Street Art Pop-Up Store at Bushwick Open Studios


For several years now, writer Robin Grearson has been a major champion of New York City based street artists. She has curated several shows featuring street artists at The Active Space and her writings featuring local talent have appeared in a variety of publications and blogs, such as Artlog, Bushwick Dream, Curbs & Stoops, and Brooklyn Rail. And starting today, for Bushwick Open Studios 2012, Robin will take the unique step of turning her writing studio into a Street Art Pop-Up Store. The “store” will feature at least twenty artists, including Chris Stain, Daniel Feral, Jon Burgerman, LNY, N’DA, Royce Bannon and Never. There will be everything from original drawings and paintings to prints, zines and posters available, and surprisingly (with names like these!) nothing will cost over $300. Events like this are always a great opportunity for collectors to pick up a piece of work by their favorite artist on the cheap, so don’t miss out on this one as you stumble your way through a PBR-induced-open-studio-party haze this weekend!

Dates/times:
Open to the public during Bushwick Open Studios, June 1 – 3, 2012
Friday, June 1: 2 – 7 PM
Saturday, June 2: 12 – 6 PM
Sunday, June 3: 12 – 7 PM

Location:
174 Bogart Street, #210
Brooklyn, NY 11206
L train to Montrose or Morgan stops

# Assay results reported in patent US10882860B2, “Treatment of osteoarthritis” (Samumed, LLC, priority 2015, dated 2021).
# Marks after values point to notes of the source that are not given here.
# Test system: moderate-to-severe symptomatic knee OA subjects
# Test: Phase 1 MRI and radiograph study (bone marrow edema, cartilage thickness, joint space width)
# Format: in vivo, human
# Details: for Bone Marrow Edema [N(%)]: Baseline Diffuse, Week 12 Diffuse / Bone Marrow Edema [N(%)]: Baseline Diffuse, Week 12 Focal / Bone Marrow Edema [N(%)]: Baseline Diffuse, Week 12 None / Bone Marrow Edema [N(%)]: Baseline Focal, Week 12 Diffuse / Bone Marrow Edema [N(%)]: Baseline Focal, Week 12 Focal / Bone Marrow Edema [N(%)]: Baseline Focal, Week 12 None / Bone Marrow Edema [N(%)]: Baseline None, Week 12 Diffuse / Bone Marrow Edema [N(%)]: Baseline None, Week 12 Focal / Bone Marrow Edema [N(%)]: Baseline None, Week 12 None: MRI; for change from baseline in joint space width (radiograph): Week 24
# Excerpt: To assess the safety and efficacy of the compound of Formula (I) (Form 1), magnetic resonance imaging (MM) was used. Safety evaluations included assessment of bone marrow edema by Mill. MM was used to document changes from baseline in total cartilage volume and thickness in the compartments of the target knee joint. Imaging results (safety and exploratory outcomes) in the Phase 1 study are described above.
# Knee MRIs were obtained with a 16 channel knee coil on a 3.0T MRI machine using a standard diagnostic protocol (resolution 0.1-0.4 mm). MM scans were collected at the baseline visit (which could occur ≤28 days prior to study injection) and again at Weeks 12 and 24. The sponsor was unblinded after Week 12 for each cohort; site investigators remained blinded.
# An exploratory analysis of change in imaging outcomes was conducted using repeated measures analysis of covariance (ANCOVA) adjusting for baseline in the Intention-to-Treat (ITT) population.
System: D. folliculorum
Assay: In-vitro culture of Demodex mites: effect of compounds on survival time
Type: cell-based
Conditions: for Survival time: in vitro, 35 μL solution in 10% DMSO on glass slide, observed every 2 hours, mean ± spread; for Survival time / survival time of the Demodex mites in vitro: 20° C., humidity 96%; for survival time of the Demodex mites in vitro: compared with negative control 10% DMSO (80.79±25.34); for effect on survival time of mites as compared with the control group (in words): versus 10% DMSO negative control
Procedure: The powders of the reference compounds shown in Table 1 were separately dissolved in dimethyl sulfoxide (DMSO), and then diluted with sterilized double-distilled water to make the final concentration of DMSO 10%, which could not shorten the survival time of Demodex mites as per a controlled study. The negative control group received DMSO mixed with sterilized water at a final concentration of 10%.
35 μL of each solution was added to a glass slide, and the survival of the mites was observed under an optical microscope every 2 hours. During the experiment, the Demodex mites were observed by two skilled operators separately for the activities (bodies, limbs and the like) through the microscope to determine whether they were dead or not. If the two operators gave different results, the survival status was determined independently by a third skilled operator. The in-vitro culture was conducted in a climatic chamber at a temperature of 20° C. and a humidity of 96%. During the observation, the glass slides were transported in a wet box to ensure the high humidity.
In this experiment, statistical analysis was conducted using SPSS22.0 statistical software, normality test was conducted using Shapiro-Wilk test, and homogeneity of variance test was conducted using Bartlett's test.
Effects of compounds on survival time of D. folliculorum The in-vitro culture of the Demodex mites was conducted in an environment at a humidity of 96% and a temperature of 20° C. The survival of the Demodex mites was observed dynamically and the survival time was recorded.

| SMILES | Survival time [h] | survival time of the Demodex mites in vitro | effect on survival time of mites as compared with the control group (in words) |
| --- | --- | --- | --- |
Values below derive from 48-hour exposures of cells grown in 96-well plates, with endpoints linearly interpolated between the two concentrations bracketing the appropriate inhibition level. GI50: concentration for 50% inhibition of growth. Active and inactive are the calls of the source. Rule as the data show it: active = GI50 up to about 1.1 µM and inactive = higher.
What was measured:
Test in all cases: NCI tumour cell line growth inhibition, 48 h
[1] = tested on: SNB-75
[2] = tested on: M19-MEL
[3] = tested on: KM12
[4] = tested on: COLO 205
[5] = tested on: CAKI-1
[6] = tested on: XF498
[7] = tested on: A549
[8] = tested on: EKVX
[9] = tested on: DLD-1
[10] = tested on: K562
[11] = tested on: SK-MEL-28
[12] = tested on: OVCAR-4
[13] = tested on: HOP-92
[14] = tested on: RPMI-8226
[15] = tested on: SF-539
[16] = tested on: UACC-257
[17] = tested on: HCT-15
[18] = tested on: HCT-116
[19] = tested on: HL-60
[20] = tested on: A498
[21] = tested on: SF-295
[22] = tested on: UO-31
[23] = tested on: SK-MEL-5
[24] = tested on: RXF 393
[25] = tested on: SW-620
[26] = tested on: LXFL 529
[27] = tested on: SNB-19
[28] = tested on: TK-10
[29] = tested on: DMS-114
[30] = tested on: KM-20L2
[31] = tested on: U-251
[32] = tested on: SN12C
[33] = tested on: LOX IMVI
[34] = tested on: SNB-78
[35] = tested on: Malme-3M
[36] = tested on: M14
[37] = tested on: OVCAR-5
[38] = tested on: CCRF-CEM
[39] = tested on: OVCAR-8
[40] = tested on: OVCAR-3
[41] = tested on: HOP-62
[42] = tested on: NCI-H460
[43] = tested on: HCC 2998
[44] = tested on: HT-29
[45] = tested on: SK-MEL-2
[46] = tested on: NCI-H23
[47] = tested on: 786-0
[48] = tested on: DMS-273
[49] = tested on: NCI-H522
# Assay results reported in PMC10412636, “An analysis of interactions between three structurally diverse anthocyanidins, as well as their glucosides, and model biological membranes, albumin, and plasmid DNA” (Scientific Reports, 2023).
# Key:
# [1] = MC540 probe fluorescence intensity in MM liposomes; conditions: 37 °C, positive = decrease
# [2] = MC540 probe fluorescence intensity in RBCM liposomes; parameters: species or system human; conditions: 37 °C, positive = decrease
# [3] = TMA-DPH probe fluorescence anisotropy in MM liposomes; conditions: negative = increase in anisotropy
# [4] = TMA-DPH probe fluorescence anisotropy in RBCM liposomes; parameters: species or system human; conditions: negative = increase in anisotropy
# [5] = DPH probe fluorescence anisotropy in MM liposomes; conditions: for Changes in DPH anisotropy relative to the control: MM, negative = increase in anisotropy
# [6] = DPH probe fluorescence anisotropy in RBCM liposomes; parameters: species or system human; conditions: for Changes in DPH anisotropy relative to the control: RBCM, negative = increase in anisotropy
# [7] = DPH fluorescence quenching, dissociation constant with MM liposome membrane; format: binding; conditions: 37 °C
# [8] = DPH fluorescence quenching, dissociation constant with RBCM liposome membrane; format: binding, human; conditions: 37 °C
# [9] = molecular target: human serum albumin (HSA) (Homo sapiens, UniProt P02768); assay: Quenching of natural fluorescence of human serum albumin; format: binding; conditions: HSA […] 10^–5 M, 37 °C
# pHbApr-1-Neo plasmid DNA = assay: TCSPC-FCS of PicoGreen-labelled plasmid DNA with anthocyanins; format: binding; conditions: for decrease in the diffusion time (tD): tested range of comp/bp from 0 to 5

For more info:
Robin Grearson: artstore@robingrearson.com
Arts in Bushwick: BOS2012

One thought on “Street Art Pop-Up Store at Bushwick Open Studios”

  1. Since the early Neanderthals scratched out the Bison on the moist caves of Eastern France, Graffiti and Street Art have remained a very raw form of expressive Fine Art, which have shunned all class barriers and have emerged as a separate thread of work. Graffiti is derived from the Italian root meaning, “scratched out.” Technically, to narrow down its scope would be to define it as a surface art on the surfaces it is “not meant” to be displayed. For example, you would not define a ramshackle wall, or a car, or a window as a canvas to any artist worth his/her salt. For Graffiti Artists however, that would be a perfectly normal platform to present their body of work.

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